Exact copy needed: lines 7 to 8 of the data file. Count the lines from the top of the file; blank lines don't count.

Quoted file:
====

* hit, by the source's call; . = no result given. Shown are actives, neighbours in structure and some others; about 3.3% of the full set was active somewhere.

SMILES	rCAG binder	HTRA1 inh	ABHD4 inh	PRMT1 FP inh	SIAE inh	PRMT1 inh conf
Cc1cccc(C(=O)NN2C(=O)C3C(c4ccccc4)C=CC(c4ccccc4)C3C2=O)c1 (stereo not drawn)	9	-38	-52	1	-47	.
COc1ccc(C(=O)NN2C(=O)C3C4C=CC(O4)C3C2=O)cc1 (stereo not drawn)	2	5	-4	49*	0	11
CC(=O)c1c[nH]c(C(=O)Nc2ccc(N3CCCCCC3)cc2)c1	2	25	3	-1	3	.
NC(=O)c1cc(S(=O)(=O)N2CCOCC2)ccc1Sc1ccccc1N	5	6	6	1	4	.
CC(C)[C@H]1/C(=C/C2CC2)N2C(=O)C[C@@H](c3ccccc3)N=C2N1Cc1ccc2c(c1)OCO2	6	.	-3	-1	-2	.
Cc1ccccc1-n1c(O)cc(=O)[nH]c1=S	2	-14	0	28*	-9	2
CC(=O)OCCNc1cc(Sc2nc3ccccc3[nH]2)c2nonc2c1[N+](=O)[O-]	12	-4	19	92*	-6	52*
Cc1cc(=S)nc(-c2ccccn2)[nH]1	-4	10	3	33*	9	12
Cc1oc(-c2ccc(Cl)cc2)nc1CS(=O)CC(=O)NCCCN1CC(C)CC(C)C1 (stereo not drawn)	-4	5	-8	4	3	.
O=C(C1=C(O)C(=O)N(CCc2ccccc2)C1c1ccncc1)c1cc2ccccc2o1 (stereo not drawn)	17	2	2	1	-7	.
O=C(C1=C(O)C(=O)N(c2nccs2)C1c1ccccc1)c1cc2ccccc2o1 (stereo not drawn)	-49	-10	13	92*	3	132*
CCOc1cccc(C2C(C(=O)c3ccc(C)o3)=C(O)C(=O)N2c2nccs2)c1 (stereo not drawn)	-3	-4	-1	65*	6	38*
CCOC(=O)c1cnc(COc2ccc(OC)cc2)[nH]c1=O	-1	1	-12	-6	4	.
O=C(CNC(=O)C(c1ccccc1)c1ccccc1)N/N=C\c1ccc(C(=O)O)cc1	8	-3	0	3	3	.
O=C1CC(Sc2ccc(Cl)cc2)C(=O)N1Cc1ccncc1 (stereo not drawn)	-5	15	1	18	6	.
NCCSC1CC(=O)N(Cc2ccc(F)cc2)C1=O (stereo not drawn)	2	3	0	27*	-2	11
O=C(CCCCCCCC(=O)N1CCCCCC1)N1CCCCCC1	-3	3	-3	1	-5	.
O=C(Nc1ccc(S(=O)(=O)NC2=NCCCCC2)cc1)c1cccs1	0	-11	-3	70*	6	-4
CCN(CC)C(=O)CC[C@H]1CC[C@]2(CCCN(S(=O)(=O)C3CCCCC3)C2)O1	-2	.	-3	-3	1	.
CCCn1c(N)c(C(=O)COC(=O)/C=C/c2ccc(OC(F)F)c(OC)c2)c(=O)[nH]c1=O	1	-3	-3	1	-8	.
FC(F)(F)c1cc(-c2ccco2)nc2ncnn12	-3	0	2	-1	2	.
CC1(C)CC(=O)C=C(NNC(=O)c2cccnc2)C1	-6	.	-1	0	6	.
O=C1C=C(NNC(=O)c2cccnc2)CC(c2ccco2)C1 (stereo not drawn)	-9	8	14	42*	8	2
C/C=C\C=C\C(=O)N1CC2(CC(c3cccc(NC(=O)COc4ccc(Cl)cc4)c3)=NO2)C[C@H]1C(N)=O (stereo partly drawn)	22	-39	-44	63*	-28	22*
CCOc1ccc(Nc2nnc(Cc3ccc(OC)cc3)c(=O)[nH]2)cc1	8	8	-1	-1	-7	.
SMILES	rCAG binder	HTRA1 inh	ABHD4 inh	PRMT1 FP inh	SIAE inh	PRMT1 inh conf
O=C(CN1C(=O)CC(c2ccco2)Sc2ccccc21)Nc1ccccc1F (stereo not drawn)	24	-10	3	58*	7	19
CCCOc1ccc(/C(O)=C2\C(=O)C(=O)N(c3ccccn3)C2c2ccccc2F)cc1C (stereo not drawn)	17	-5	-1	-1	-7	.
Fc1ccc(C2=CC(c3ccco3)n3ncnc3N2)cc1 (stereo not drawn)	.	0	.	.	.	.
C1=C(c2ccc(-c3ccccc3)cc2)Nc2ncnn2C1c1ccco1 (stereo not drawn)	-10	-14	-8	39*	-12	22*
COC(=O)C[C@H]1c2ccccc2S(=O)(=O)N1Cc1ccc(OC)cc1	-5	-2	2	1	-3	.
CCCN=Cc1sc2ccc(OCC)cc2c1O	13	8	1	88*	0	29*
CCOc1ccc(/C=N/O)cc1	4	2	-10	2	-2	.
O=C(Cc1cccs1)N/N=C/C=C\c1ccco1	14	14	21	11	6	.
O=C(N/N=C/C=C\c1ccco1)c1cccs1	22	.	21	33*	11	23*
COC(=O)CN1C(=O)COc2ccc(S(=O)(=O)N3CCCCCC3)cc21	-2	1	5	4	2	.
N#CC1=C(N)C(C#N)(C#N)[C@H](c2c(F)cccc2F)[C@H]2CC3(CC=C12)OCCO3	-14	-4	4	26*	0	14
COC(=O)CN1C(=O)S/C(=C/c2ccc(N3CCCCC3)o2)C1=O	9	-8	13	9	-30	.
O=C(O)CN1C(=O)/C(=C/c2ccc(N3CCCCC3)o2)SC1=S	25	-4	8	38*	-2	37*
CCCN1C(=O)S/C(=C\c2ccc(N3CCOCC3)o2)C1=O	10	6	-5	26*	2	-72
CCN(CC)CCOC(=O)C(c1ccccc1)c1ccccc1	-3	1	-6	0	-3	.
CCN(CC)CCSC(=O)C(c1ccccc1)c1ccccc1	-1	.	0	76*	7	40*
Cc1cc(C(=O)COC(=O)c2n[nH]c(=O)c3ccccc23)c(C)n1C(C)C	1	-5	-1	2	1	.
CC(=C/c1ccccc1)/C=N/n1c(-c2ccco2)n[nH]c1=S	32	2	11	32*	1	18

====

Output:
CC(C)[C@H]1/C(=C/C2CC2)N2C(=O)C[C@@H](c3ccccc3)N=C2N1Cc1ccc2c(c1)OCO2	6	.	-3	-1	-2	.
Cc1ccccc1-n1c(O)cc(=O)[nH]c1=S	2	-14	0	28*	-9	2